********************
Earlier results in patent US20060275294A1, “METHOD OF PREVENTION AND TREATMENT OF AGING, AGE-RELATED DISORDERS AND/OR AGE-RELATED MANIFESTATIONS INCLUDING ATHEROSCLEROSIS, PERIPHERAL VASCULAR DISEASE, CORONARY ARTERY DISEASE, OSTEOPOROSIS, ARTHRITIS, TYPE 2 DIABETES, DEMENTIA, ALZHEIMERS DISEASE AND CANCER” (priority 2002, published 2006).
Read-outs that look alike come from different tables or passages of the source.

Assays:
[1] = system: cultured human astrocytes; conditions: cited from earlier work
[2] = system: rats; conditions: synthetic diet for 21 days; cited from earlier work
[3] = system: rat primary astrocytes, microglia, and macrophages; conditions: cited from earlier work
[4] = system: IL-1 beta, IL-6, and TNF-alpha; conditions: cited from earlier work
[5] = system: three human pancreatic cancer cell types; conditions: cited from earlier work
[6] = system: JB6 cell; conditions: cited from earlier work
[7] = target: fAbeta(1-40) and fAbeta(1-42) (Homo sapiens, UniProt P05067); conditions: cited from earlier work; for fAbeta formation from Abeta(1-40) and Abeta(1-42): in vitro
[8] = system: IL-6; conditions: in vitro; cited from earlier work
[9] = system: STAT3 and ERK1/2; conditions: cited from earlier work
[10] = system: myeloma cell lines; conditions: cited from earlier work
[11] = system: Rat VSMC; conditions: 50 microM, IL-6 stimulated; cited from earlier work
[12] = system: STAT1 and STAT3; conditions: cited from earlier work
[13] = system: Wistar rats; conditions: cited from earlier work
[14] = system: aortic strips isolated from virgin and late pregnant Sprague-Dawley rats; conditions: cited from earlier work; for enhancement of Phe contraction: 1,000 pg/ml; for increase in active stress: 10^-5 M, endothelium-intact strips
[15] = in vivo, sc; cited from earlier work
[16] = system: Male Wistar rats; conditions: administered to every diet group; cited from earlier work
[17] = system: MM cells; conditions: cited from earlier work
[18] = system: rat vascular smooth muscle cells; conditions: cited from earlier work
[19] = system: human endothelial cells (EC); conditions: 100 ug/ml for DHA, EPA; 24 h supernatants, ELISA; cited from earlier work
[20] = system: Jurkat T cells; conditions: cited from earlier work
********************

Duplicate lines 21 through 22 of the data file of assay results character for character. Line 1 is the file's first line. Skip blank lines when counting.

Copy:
[18] = system: rat vascular smooth muscle cells; conditions: cited from earlier work
[19] = system: human endothelial cells (EC); conditions: 100 ug/ml for DHA, EPA; 24 h supernatants, ELISA; cited from earlier work